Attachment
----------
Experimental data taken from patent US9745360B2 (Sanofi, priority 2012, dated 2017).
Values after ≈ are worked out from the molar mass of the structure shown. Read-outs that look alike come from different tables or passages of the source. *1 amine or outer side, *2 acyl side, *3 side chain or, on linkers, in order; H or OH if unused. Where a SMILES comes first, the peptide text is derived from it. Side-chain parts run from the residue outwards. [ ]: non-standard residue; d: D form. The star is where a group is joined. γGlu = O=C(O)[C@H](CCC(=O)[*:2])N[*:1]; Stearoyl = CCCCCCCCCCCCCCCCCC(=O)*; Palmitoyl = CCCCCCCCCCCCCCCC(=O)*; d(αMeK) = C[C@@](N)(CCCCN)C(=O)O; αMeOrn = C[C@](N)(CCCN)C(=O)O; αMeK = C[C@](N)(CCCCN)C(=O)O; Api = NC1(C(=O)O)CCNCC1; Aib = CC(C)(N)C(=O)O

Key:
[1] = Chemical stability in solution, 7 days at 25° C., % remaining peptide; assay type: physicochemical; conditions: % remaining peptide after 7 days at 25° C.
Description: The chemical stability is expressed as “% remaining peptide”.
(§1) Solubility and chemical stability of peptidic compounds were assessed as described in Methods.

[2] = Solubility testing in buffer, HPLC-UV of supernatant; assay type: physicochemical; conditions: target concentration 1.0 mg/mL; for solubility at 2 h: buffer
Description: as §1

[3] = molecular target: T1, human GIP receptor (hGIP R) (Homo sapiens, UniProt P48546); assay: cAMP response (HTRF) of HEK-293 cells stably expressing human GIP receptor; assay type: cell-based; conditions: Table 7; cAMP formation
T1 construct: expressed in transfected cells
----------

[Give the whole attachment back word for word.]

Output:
Experimental data taken from patent US9745360B2 (Sanofi, priority 2012, dated 2017).
Values after ≈ are worked out from the molar mass of the structure shown. Read-outs that look alike come from different tables or passages of the source. *1 amine or outer side, *2 acyl side, *3 side chain or, on linkers, in order; H or OH if unused. Where a SMILES comes first, the peptide text is derived from it. Side-chain parts run from the residue outwards. [ ]: non-standard residue; d: D form. The star is where a group is joined. γGlu = O=C(O)[C@H](CCC(=O)[*:2])N[*:1]; Stearoyl = CCCCCCCCCCCCCCCCCC(=O)*; Palmitoyl = CCCCCCCCCCCCCCCC(=O)*; d(αMeK) = C[C@@](N)(CCCCN)C(=O)O; αMeOrn = C[C@](N)(CCCN)C(=O)O; αMeK = C[C@](N)(CCCCN)C(=O)O; Api = NC1(C(=O)O)CCNCC1; Aib = CC(C)(N)C(=O)O

Key:
[1] = Chemical stability in solution, 7 days at 25° C., % remaining peptide; assay type: physicochemical; conditions: % remaining peptide after 7 days at 25° C.
Description: The chemical stability is expressed as “% remaining peptide”.
(§1) Solubility and chemical stability of peptidic compounds were assessed as described in Methods.

[2] = Solubility testing in buffer, HPLC-UV of supernatant; assay type: physicochemical; conditions: target concentration 1.0 mg/mL; for solubility at 2 h: buffer
Description: as §1

[3] = molecular target: T1, human GIP receptor (hGIP R) (Homo sapiens, UniProt P48546); assay: cAMP response (HTRF) of HEK-293 cells stably expressing human GIP receptor; assay type: cell-based; conditions: Table 7; cAMP formation
T1 construct: expressed in transfected cells